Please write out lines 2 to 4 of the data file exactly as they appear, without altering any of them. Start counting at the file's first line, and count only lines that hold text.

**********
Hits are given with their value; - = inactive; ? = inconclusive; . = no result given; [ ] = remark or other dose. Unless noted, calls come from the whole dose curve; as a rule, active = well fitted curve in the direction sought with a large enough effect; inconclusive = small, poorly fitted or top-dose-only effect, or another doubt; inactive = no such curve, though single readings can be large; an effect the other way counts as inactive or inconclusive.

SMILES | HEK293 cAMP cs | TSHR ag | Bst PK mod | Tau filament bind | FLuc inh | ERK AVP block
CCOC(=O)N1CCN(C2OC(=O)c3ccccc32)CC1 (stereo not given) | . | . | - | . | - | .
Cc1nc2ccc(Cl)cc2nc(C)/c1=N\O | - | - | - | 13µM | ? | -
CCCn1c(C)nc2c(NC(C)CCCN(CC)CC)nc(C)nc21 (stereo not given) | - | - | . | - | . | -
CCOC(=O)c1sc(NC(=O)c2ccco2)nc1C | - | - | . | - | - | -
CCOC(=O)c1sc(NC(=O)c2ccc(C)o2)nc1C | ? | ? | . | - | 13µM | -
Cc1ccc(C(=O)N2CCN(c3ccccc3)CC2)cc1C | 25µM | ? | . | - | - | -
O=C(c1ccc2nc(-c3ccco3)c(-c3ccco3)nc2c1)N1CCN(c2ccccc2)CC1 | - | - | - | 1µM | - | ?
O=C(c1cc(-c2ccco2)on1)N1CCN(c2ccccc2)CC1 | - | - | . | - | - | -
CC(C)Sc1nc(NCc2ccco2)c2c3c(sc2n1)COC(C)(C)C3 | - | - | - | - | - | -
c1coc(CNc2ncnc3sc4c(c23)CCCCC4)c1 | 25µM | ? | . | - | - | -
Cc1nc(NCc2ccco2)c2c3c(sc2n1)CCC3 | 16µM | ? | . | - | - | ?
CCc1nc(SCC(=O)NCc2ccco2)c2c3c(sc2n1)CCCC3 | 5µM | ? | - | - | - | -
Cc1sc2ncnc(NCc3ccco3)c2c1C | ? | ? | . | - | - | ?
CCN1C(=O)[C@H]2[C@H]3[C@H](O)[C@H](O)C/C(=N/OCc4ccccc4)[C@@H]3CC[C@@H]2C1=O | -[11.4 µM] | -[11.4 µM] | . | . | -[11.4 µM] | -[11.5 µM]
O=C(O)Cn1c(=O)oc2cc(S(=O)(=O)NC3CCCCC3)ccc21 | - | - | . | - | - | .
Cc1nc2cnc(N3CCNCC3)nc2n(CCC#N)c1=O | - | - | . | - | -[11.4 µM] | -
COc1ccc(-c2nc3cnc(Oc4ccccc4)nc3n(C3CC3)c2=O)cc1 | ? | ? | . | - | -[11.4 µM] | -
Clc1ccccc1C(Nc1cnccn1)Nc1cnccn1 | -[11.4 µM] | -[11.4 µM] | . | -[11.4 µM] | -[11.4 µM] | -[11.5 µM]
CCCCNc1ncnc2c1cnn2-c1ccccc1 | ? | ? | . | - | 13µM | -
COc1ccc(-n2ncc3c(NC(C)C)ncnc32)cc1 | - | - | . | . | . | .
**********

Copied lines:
SMILES | HEK293 cAMP cs | TSHR ag | Bst PK mod | Tau filament bind | FLuc inh | ERK AVP block
CCOC(=O)N1CCN(C2OC(=O)c3ccccc32)CC1 (stereo not given) | . | . | - | . | - | .
Cc1nc2ccc(Cl)cc2nc(C)/c1=N\O | - | - | - | 13µM | ? | -